New official data has revealed that knife crime in England and Wales hit a record high before strict lockdown measures were introduced – up six percent on the previous year, with fatal stabbings in London up by over a quarter.
A report published on Friday by the Office for National Statistics (ONS) showed that in the year to March 2020, there were over 46,000 knife offences – the most since records began. Overall crime has dropped in recent months, but police warn offences are on the rise again with the relaxation of Covid-19 lockdown measures.
In pre-lockdown London, fatal stabbings rose by a staggering 28 percent – with all homicides leaping from 115 to 142 over a 12-month period.
Knife crime in the UK’s capital has become a hot topic for Mayor Sadiq Khan to navigate. Critics have suggested that he’s not doing enough to combat the epidemic, but the report revealed that other metropolitan areas in the West Midlands and West Yorkshire have seen notable rises in stabbing fatalities. More than a third of murders in England and Wales involved a knife.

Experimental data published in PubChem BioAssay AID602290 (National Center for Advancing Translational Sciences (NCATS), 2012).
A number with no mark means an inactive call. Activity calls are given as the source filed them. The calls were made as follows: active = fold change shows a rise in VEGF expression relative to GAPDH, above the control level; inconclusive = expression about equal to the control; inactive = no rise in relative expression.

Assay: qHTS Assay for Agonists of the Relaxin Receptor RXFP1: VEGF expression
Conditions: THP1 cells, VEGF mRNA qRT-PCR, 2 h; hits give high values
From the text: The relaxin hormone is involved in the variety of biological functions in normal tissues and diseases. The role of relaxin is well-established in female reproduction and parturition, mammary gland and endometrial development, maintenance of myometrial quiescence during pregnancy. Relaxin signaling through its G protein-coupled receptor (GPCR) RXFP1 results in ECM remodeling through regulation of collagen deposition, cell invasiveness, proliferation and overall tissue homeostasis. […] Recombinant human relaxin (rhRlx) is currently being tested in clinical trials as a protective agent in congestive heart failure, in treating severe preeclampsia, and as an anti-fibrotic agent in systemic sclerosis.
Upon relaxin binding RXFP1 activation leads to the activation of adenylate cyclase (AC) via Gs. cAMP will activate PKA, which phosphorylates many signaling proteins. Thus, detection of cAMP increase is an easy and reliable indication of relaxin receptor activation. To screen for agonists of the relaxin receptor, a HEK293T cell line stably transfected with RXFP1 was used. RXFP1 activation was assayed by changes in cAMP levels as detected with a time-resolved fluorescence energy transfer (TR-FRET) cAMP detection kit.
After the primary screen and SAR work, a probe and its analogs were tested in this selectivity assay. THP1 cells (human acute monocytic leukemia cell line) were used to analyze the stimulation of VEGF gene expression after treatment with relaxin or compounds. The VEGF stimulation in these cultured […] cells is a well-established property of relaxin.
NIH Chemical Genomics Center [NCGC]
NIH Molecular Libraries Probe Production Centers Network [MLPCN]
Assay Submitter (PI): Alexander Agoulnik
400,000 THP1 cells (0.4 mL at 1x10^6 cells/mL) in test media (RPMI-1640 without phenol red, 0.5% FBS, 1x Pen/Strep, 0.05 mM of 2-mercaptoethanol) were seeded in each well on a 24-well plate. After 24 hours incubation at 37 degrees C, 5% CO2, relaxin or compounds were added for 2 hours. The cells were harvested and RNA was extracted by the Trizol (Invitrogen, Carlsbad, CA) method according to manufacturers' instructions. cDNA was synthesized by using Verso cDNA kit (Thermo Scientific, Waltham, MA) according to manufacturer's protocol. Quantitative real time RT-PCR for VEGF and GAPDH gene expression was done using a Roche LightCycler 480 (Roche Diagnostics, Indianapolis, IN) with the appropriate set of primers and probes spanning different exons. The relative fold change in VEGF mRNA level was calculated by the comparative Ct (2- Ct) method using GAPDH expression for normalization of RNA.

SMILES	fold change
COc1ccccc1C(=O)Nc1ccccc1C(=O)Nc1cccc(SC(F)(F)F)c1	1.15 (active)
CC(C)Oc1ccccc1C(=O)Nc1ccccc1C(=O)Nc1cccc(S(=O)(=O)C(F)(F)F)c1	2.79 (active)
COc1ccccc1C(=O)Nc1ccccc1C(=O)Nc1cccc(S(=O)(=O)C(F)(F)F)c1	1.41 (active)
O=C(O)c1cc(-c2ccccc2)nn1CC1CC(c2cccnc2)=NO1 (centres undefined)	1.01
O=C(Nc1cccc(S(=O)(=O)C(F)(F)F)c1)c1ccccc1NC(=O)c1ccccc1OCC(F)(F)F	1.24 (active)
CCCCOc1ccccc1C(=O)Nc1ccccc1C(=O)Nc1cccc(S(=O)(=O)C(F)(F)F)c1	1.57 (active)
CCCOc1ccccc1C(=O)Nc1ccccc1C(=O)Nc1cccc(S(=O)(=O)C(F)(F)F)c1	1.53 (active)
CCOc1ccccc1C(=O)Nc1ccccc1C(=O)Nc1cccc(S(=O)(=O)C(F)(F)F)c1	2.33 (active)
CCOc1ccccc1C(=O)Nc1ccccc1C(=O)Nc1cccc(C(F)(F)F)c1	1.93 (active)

The authors of the ONS research say that there has been a “rising trend” in offences involving knives or sharp instruments since 2011.
The latest year was 51 per cent higher than when comparable recording began in 2011 and is the highest on record.
Nearly half of all knife offences recorded involved robberies. Homicides have risen by 683, which includes the deaths of 39 Vietnamese migrants who died while being trafficked in the back of a refrigerated truck. The bodies were discovered in the container at a business park near London in October.
Labour’s shadow policing minister, Sarah Jones, responded to the report by warning that despite the lockdown prompting a fall in crime, “none of the issues that drive violence on our streets have been addressed.”
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